Still, the second baseman feels that he should have been given some heads up that he was playing to keep his starting role this spring, admitting that he entered camp with the mentality of someone who had a guaranteed spot on the Cardinals’ roster and not someone whose job security was dependent on his day-to-day results. “I need the time to consistently figure out how to be me and succeed at this level,” said Wong. “Everybody goes through it. Not everybody is Mike Trout.”

The Tigers are trying to convert Anthony Gose into a pitcher

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Tigers’ center fielder Anthony Gose wants to try his hand at pitching, according to comments made by manager Brad Ausmus on Sunday. Gose is poised to start the year in Triple-A Toledo after receiving a midseason demotion to Double-A last summer following an altercation with Triple-A manager Lloyd McClendon.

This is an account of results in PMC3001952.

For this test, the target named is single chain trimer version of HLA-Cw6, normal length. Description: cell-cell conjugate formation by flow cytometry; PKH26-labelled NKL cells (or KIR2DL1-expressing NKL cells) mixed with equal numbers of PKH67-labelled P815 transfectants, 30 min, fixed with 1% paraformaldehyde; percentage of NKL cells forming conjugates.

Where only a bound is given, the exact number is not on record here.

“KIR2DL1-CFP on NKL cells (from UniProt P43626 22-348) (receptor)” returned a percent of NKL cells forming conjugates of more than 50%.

While the experiment won’t detract from Gose’s outfield work in Triple-A, the 26-year-old is expected to take on additional bullpen sessions throughout the year. According to MLB.com’s Jason Beck, the left-handed hitter last took the mound in high school, where his fastball was clocked as fast as 97 m.p.h. Gose ultimately rejected the idea of starting his professional career as a pitcher, despite receiving favorable assessments from scouts.

Ausmus said the idea first surfaced at the end of the 2016 season. It appears to be a fallback option for the outfielder, who has struggled at the plate over his five-year career in the majors. Via Chris McCosky of the Detroit News:

Doolittle in Oakland did it and he was in the big leagues a couple of years later,” Ausmus said. “It’s going to take some time. He’s going to have to be a sponge and catch up on experience fast. But we feel it’s worth investigating.